A gorgeous piece of history, now under Israeli occupation. "Ramleh" signifies 'sand' and is a name of Arabic origin. Ramleh is a very historic Arab city near Jerusalem. It was founded between 705 and 715 AD by the Ommayad Caliph, Suleman Abdel Malik. Though allotted to the Arabs in 1947, it was snatched away by the Jews in the 1948 Arab-Jewish war. Almost all of its Arab residents were expelled in 1948 and subsequently repopulated by Ashkenazi Jewish immigrants from Europe. Ramleh is now completely under Israeli control.
The Tower of Ramleh, about 120 feet high, is the most spectacular landmark of this breathtaking ancient town. The Tower known by several names - White Mosque, White Tower and Tomb of the Forty Companions - is located on higher ground in the suburbs of the town of Ramleh. It began being built by one of the Egyptian Caliphs in 1310 and was completed within eight years.
The tower now stands alone. But it was attached to a mosque in the past known as the White Mosque constructed by the Ommayads in the 8th century. According to traditions, forty companions of Prophet Muhammed (pbuh) are buried in this Mosque.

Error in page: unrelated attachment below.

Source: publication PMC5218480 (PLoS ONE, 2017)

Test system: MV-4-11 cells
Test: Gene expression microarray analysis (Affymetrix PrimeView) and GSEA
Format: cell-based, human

The architecture of Ramleh Tower is Saracenic, beautifully and delicately constructed, and supported by narrow buttresses. A winding staircase lighted by uniquely shaped pointed windows leads to the top of the Tower and opens in a stone gallery.
The gallery gives a beautiful view of orchards and olive groves, much of which have been demolished by Zionist authorities for purposes of colonization. On the north and south of the Tower are endless plains with changing colors along with the different seasons; with hills and mountains thronging the eastern and western parts, the Tower presents a picturesque scenery with a typical mesmerizing medieval touch.